ATHLETE: John Petrylak
VORS ID #: 12596
AGE: 39
BIKE A : Norco Revolver FS
BIKE B : Norco Revolver HT
BIO : 2016 Expert & XCT Men's Champions
BIO : I like racing my bike its my favorite
VORS Registered : Champion

2018: 99.0
2017: 130.0
*miles are approx

2016XCT Champ
2016Expert Champ



with John Petrylak

the rumblings of a mad man
I don’t remember everything about every race but certain moments have stuck with me from every race. This is a list of my 2017 races; every one of them was an unforgettable experience.
Bring on 2018!!

February 5th...Bedford Mountain Cross: This was my introduction to short track. I remember the morning was cold but warmed up into the low 60’s. During this race I set a few top 3 all time efforts for heart rate and power.

February 12th...Pantani Ride: (not really a race but it might as well be. I remember riding off the front on the first big climb after Bryan Lewis flatted. When we started going up Simmons Gap I was looking down at the switch backs and could see my lead growing (I was thinking finally I could win this thing). But not so fast I’m a mere mortal! Just before the insanely steep start of the Shifflett Rd. climb Bryan caught me and proceed to show me why I work a 9-5 and he’s a professional cyclist. ________________________________________

February 19th...MonsterCross: As I came through the start/finish for my second lap someone yelled out “leaders 5 minutes up” I proceeded to ring myself inside out and caught up to the star studded lead group. Unfortunately I burnt every match I had and then some just to catch them. After J. Bishop attacked on the climb out of the bottom I was popped but thrilled with my race overall.

March 5th...Stokesville 60/40: This race is an instant classic. Every year it’s getting bigger and faster. My memory from this race was coming down Lookout mountain trail and taking some risky lines as I was praying to the mountain bike tire gods not to flat.

March 11th...True Grit 50miler(Utah): I remember riding through the desert 🌵 going down this trail with huge drops and basically riding off of cliffs wondering when my luck was going to run out. I had a terrible race but a wonderful trip to Utah with my wife.

March 25th...Tour de Pocahontas; During the 50 mile stage I got s small gap on the field. Going full out through some single track my front tire lost grip and I rammed my face into a pretty large tree. Ouch!!

April 9th...USAC Race Dark Mountain N.C.; Not my best race of the year. Actually driving to the race was the hi-lite! I rode down with John Witherspoon and laughed the whole way in both directions. A true example of the journey being better than the destination.

April 15th...Conquer the Hill; Rest is Best I needed to get over a stomach bug but I’m a hammer head and I raced. By the final lap I barely had enough to turn pedals over. Miserable day ________________________________________

April 29th...Big Frog 65 (NUE Marathon Race); I’m back! After a blah start I stayed on the gas and caught back up to 3rd place. During the last few miles of single track it seemed to last for an eternity. I just wanted my first NUE podium. Once I could see the tents in the campground I knew I made it.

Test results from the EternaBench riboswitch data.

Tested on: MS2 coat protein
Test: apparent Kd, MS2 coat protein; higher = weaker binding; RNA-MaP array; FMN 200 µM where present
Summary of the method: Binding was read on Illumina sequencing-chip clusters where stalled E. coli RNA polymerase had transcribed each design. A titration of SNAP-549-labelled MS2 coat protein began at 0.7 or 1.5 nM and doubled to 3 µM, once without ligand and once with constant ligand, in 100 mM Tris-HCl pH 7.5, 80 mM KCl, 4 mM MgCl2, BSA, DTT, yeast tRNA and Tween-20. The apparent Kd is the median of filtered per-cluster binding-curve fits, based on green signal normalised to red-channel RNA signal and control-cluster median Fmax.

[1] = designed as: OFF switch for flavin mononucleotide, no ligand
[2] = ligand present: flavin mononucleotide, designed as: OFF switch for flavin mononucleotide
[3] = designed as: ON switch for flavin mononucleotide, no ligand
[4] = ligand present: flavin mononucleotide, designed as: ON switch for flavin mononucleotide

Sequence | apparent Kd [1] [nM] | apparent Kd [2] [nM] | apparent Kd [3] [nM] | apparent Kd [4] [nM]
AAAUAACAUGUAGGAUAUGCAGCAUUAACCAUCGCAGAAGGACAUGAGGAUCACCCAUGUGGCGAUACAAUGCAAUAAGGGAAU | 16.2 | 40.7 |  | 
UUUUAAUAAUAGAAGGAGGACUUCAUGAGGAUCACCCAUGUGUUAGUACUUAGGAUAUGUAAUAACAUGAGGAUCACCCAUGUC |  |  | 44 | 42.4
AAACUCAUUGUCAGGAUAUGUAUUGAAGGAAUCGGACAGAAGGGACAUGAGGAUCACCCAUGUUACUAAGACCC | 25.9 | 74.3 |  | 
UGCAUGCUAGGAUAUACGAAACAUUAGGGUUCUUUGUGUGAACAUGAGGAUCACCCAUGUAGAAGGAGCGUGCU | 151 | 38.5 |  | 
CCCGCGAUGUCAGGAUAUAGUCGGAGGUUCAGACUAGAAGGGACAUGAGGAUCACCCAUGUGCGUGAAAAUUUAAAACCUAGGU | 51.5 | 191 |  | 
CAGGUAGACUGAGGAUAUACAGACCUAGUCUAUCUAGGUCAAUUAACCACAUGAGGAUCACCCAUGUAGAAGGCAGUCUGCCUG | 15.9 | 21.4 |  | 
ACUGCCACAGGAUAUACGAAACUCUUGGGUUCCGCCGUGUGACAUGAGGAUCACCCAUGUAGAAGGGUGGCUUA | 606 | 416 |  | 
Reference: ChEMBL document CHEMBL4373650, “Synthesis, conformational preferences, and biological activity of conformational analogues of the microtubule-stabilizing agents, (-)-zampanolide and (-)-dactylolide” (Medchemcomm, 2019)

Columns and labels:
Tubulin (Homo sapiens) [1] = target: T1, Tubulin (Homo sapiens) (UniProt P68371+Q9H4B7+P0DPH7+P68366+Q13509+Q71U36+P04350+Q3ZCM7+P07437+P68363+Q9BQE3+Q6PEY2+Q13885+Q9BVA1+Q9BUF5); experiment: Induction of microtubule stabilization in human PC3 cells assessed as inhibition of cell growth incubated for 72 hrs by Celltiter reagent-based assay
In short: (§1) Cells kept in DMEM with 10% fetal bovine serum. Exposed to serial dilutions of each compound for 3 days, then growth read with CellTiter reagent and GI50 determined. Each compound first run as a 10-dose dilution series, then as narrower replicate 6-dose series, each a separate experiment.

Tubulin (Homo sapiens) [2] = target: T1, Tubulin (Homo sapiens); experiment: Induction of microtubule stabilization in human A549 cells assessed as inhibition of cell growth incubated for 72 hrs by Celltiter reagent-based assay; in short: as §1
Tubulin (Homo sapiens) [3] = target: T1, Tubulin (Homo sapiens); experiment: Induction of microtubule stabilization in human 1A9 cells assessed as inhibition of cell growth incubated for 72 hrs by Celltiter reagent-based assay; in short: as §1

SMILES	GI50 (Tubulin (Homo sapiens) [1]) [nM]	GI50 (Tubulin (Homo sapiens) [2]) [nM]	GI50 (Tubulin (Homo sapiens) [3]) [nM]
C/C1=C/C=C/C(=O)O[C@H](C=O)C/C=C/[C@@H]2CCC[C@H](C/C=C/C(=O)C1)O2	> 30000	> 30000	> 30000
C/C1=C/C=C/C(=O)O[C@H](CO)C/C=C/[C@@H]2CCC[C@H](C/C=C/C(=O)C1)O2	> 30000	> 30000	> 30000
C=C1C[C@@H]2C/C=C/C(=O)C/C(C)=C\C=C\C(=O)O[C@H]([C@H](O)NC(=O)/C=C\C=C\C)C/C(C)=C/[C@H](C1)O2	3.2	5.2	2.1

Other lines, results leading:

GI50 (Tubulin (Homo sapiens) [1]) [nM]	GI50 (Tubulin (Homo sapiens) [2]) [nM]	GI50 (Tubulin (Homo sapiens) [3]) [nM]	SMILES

May 21st...Bootleg Blitz (VA State Championships); rain turned this typical Virginia clay based trail into peanut butter. No matter how hard I tried or how fast I pedaled I wasn’t going anywhere. Maddening!

June3rd...Mohican 100k; why did I do that? I spent a lot of matches in the first 10 minutes of the race. I blew up🔥and had to soft pedal for a while (like 30 minutes) I went from 3rd place to 103rd place and there was nothing I could do. Eventually I came back around and raced up to 5th.

July 9th...The Sizzler; USAC XC race in Greensboro NC. Statistically this was one of my best races. A stacked field made for intense competition. I rode damn near 100% effort for 20 miles and it was still only good enough for 8th place.

July 15th...Carrabassett 100k in Maine; I could write 3 pages about the drama that unfolded during this race. The thing I remember most is the sense of relief after I descended off the final super rocky mountain without a flat and I knew the finish was just a few minutes away.

July 21st...USAC XC Nats; Snowshoe VW Silver Baby! 🥈

July 30th...Chimney Chase; ouch 🤕 Perfect example of running out of talent at the worst possible time.

August 19th...Crotchet Mountain 100;Back to New England. Rocks-roots-repeat

September 3rd...Shenandoah 100; standing on the podium with guys I used to only read about, amazing day🤗

September 17th...Hill City Hootenanny; Definitely the surprise of the year as far as courses go! Super fun single track and a very well run race. I’ll be back

September 24th...Battle of the Quarry; I should have sprinted up the final climb😬

September 30th...Big Bear Lake C.A.; leaving with my first National title(NUE)! We did it ✅

October 7th...RVA 24/6; I had to opt for the short race this year(6 hour solo). As I was leaving the campground about 15 hours before my brothers and sisters would be finishing their final lap of the 24 hour race I definitely felt guilty but relieved.😌 (thanks for helping me out Wusksyat)

October 21st...Paranormal 6hour Solo; This is a memory forever. Broken chain 30 seconds in.......after a broken chain I raced from dead last and won🏆